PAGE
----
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Secret in their Eyes a tale that didn’t need retelling: review

Secret in Their Eyes

Starring Chiwetel Ejiofor, Nicole Kidman and Julia Roberts. Directed by Billy Ray. Opens Friday. Written and directed by Billy Ray. At GTA theatres. 110 minutes. 14A

Crime thriller Secret in Their Eyes gets just one thing exactly right: the timing of its release.

It arrives the same week as news of a Memento remake and Tomb Raider reboot, adding up to three dispiriting indications of Hollywood’s creative lethargy. Rather than go to the effort to tell an exciting new story, too often the default position is to retell an old one, almost invariably to lesser effect.

Such is the case with Secret in Their Eyes, an English-language redo of a 2009 film by Argentina’s Juan José Campanella that won the Oscar for Best Foreign Language Film.

Writer/director Billy Ray (Shattered Glass) replaces the brilliant South American cast with a merely competent Hollywood one. Chiwetel Ejiofor, Julia Roberts and Nicole Kidman assume the lead roles of a detective, cop and attorney torn by the professional and personal aftershocks of an unresolved rape/murder case from 13 years earlier.

The action is shifted to Los Angeles and the subtext is now post-9/11 terror expediency rather than the nuances of fate and regret that made the original film so rich and satisfying.

Ejiofor’s Ray Kasten is a former FBI agent, now a New York baseball security manager, who in 2002 was based in L.A. He and his investigative colleague Jess Cobb (Roberts) were shattered by the rape and murder of a teen girl that occurred in the midst of their special task-force investigation into a local mosque suspected of terrorist ties.

A man named Marzin (Joe Cole) was suspected but never fully investigated, because he was considered a vital undercover informant in the mosque operation. Complicating the situation was Kasten’s perhaps ill-considered romantic interested in an upwardly mobile lawyer connected with the case, Claire Sloan (Kidman).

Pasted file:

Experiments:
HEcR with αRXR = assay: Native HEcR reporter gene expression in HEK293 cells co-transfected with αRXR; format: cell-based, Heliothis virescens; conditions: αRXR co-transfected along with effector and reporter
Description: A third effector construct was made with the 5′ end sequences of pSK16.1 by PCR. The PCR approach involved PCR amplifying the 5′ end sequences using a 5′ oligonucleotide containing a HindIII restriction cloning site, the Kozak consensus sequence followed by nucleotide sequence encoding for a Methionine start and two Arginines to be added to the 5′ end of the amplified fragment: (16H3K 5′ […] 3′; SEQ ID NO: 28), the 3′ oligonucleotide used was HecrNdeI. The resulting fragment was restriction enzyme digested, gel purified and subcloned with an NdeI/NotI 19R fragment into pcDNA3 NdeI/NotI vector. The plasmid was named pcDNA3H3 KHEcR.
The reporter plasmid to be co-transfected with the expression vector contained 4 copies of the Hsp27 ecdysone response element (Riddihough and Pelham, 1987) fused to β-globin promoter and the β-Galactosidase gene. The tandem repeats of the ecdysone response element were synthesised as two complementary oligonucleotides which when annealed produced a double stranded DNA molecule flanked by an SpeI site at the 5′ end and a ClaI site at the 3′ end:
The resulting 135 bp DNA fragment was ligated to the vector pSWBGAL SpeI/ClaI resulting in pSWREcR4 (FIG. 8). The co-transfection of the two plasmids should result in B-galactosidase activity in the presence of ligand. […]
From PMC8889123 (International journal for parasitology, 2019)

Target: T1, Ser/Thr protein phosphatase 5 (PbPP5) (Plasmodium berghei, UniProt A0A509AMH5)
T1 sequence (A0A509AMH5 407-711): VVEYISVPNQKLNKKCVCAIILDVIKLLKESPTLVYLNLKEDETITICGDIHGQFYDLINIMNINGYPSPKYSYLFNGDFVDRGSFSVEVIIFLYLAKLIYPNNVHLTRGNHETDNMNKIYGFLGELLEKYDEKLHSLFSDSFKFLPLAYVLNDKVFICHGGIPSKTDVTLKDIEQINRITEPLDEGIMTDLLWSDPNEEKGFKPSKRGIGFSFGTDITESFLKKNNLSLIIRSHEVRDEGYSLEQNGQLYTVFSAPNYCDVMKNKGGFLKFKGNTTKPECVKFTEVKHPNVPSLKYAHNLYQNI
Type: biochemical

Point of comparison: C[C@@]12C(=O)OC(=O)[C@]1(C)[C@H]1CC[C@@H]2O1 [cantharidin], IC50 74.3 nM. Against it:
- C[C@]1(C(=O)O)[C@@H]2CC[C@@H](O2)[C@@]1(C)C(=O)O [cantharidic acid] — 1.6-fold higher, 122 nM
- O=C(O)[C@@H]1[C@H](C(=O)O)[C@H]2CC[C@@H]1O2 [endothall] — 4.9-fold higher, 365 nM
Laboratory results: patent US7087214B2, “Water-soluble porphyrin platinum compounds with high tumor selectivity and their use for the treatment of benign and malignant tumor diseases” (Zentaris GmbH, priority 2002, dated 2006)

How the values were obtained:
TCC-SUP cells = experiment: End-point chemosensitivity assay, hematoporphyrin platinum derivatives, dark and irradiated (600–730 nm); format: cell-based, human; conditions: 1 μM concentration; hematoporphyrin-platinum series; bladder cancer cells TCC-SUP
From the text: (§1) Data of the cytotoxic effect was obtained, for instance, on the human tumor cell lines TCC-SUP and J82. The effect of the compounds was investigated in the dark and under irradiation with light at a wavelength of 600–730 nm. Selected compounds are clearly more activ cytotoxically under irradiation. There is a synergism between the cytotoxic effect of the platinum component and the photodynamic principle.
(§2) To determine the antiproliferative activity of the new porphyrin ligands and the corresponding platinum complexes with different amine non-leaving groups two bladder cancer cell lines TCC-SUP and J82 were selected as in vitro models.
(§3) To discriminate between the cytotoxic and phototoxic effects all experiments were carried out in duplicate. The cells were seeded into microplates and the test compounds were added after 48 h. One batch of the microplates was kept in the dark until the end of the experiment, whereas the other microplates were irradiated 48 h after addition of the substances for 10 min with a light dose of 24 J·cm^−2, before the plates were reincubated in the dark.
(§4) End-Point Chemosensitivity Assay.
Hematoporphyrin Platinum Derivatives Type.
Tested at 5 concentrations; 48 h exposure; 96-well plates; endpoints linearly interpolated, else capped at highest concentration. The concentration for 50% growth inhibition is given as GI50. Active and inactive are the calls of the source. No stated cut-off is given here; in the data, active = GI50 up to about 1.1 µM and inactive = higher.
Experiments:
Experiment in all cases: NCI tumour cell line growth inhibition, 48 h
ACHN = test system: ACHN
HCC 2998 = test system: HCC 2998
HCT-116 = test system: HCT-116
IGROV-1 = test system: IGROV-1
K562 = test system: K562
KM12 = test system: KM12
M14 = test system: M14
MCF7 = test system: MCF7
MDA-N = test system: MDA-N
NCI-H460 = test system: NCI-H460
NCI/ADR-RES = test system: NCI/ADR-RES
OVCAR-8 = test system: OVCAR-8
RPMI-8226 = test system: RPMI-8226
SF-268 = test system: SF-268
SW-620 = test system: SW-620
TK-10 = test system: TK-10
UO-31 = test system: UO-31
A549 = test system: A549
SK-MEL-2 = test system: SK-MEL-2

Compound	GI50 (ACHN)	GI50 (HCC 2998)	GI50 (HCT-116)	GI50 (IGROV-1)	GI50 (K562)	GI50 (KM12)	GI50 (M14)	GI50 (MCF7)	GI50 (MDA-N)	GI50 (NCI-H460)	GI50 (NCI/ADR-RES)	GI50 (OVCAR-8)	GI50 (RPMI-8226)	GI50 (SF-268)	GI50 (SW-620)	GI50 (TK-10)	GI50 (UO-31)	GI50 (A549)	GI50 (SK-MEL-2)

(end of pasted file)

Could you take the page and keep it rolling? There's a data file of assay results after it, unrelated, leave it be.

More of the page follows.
Flash forward to 2015, and Kasten has returned to L.A. with ghosts from his past to contend with and a nagging feeling of guilt that he could have done more. He’s spent the past 13 years examining photos of suspects and thinks he can now crack the case — but his superiors, including now district attorney Sloan, are reluctant to reopen both the case and old wounds.

Many of the things that made the original film work so well seem drained of power and emotion in the remake, and this includes Danny Moder’s desultory cinematography.

Photos that burned in on the film’s title are now just images on a computer screen. A thrilling sequence in a soccer stadium becomes a then-that-happened one in a baseball stadium. And the terrorism angle really goes nowhere. Even the macho showdown involving three characters lacks both the shock value and the black humour of the original.

It’s not that Secret in their Eyes is so terrible. Everyone hits their marks, especially Roberts, who imparts a genuine sense of loss to her character. And the story is strong enough to interest anyone who hasn’t seen the original — although they’d be far better off to that do just that, rather than wasting time with yet another unnecessary Hollywood remake.


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